Suddenly, he leaned forward a little farther, his right hand stabbing out toward Drake’s leg beneath the table.
But Anson Drake was ready for him. Dobigel’s hand was a full three inches from Drake’s thigh when a set of fingers grasped his wrist in a viselike hold. Steely fingers bit in, pressing nerves against bone. With a gasp, Dobigel opened his hand. A small, metallic cylinder dropped out. Drake caught it with his free hand and smiled.
“That’s impolite, Dobbie. It isn’t proper to try to give your host an injection when he doesn’t want it.”
Casually, he put the cylinder against the arm which he still held and squeezed the little metal tube. There was a faint pop! Drake released the arm and handed back the cylinder. Dobigel’s face was white.
“I imagine that was twelve-hour poison,” Drake said kindly. “If you hurry, old Belgezad will give you the antidote. It will be painful, but—” He shrugged.
“And by the way, Brother Dobigel,” he continued. “Let me give you some advice. The next time you try to get near a victim with one of those things, don’t do it by talking to him about things he already knows. It doesn’t distract him enough.”
Dobigel stood up, his fists clenched. “I’ll get you for this, Drake.”
Then he turned and stalked off through the crowd.
No one had noticed the little by-play. Drake smiled seraphically and finished his drink. Dobigel was going to be uncomfortable for a while. Twelve-hour poison was a complex protein substance that could be varied in several thousand different ways, and only an antidote made from the right variation would work for each poison. If the antidote wasn’t given, the victim died within twelve hours. And even if the antidote was given, getting over poison wasn’t any fun at all.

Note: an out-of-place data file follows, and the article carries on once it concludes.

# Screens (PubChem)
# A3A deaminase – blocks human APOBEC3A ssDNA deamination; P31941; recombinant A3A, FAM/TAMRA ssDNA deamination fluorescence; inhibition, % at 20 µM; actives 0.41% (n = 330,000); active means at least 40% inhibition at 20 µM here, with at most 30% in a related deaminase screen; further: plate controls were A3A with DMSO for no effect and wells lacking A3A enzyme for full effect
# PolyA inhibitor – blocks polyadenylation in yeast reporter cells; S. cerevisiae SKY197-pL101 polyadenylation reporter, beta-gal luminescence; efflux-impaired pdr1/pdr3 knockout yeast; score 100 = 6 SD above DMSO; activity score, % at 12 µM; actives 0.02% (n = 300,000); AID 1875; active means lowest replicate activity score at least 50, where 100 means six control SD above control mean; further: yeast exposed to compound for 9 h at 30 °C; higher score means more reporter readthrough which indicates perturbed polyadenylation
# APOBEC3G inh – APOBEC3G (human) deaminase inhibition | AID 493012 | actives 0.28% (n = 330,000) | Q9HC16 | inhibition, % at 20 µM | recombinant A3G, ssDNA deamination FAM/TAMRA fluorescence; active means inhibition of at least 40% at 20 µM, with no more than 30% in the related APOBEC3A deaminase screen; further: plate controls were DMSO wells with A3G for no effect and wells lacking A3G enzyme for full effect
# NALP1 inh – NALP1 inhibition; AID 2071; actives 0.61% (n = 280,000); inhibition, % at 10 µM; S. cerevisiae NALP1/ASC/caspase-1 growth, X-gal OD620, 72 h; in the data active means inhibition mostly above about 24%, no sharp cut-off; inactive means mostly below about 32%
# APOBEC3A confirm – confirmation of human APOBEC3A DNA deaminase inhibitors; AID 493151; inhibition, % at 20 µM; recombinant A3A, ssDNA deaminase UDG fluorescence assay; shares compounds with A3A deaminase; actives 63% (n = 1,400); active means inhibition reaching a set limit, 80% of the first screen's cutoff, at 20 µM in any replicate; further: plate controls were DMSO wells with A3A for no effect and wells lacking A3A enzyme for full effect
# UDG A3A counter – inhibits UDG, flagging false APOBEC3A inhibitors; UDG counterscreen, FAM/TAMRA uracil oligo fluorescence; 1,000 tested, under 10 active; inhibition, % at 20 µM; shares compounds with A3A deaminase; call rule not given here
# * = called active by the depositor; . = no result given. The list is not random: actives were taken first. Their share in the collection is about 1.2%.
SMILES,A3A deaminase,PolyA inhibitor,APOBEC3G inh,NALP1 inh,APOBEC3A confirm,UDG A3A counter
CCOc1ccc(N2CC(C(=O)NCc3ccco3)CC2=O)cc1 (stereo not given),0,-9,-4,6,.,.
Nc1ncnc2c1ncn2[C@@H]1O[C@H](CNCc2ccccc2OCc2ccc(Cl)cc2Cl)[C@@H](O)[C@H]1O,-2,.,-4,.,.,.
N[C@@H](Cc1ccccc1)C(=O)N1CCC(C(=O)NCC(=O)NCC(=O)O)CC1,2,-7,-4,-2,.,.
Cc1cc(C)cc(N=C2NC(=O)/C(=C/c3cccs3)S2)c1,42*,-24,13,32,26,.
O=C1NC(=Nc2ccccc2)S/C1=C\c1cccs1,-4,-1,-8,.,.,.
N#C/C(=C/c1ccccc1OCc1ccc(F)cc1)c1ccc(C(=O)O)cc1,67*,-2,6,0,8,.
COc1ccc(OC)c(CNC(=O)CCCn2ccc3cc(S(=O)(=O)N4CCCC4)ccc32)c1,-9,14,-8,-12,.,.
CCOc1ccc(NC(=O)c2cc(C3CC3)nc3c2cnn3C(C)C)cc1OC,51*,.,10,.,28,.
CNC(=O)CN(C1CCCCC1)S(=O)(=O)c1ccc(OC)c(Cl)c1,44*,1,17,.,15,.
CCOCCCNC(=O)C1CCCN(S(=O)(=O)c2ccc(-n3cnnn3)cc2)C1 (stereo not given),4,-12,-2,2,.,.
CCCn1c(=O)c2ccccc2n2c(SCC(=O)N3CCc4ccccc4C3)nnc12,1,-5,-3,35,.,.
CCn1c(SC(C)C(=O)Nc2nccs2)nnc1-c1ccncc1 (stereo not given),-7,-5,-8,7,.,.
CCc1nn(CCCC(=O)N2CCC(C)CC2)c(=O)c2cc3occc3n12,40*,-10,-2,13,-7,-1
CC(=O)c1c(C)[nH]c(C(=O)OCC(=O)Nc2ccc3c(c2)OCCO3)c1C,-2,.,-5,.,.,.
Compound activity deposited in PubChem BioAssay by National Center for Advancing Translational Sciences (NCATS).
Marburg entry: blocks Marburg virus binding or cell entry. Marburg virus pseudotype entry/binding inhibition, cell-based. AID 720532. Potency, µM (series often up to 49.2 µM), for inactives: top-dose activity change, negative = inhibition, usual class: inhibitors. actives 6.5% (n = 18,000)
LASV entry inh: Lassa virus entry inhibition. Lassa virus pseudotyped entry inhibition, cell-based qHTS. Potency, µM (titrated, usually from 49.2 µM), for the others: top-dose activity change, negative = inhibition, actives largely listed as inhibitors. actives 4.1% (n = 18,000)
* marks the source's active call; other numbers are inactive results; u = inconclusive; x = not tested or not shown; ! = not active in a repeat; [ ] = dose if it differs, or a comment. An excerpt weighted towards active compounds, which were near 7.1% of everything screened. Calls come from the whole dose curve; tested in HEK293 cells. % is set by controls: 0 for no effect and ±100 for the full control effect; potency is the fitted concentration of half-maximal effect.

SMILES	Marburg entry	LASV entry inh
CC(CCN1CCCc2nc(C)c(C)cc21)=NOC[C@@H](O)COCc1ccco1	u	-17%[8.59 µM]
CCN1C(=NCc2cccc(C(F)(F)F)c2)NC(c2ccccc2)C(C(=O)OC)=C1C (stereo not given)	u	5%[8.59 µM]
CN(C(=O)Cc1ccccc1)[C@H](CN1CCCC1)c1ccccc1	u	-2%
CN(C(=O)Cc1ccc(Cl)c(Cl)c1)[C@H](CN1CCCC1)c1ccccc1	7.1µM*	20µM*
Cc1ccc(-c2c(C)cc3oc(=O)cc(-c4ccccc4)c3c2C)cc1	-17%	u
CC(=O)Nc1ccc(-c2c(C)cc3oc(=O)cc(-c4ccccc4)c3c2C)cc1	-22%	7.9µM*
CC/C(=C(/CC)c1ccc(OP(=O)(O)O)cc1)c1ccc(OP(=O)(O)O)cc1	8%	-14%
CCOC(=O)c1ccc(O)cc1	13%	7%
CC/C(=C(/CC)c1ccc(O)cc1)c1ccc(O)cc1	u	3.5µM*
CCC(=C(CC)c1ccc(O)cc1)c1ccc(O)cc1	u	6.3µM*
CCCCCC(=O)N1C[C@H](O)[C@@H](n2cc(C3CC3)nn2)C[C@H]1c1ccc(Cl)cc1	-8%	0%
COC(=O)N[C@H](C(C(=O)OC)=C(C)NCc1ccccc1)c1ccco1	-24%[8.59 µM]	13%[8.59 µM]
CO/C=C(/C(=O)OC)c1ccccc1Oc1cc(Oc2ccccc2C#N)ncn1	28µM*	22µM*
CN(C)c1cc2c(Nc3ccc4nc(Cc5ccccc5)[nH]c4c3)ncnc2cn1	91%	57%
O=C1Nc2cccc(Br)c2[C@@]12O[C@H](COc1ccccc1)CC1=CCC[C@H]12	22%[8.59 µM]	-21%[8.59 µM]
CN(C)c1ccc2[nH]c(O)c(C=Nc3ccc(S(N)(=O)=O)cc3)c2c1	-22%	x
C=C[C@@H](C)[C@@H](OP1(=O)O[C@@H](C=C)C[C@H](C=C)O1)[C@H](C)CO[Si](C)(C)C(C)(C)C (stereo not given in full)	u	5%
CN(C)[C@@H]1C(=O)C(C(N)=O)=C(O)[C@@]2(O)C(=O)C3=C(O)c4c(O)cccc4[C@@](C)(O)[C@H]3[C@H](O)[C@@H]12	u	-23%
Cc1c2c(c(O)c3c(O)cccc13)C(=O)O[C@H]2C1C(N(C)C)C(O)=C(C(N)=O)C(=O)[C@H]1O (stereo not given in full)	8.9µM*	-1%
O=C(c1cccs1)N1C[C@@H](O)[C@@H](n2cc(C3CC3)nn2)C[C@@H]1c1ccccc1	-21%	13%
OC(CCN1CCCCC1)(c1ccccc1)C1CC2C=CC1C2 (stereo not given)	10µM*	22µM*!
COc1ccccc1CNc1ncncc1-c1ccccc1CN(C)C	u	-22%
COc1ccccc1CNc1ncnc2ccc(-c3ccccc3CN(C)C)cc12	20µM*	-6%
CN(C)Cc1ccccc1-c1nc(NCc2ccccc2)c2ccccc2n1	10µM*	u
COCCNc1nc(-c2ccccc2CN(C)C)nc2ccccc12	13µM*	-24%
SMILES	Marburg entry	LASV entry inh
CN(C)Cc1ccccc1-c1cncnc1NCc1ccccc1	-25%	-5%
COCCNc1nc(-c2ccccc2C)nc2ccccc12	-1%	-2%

Reflecting happily on the plight of Jomis Dobigel, Anson Drake paid his bill, tipped the waiter liberally, and strolled out of the Flamebird Room and into the lobby of the Royal Gandyll Hotel. The Coronation would begin early tomorrow, and he didn’t want to miss the beginning of it. The Shan’s Coronation was the affair of Thizar.
He went over to the robot newsvender and dropped a coin in the slot. The reproducer hummed, and a freshly-printed newsfax dropped out.
He headed for the lift tube, which whisked him up to his room on the eighty-first floor. He inserted his key in the lock and pressed the button on the tip. The electronic lock opened, and the door slid into the wall. Before entering, Drake took a look at the detector on his wrist. There was no sign of anything having entered the room since he had left it. Only then did he go inside.
With one of the most powerful financiers on Thizar out after his blood, there was no way of knowing what might happen, and therefore no reason to take chances.
There were some worlds where Anson Drake would no more have stayed in a public hotel than he would have jumped into an atomic furnace, especially if his enemy was a man as influential as Belgezad. But Thizar was a civilized and reasonably well policed planet; the police were honest and the courts were just. Even Belgezad couldn’t do anything openly.
Drake locked his door, sang to himself in a pleasant baritone while he bathed, put on his pajamas, and lay down on his bed to read the paper.
It was mostly full of Coronation news. Noble So-and-So would wear such-and-such, the Archbishop would do thus-and-so. There was another item about Belgezad; his daughter was ill and would be unable to attend. Bloody shame, thought Drake. Too bad Belgezad isn’t sick—or dying.
There was further mention of the Necklace of Algol; it was second only to the Crown Jewels of the Shan himself. The precautions being taken were fantastic; at a quick guess, about half the crowd would be policemen.
The door announcer chimed. Drake sat up and punched the door TV. The screen showed the face of a girl standing at his door. Drake smiled in appreciation. She had dark brown hair, brown eyes, and a smooth, tanned complexion. It was a beautiful face, and it showed promise of having a body to match.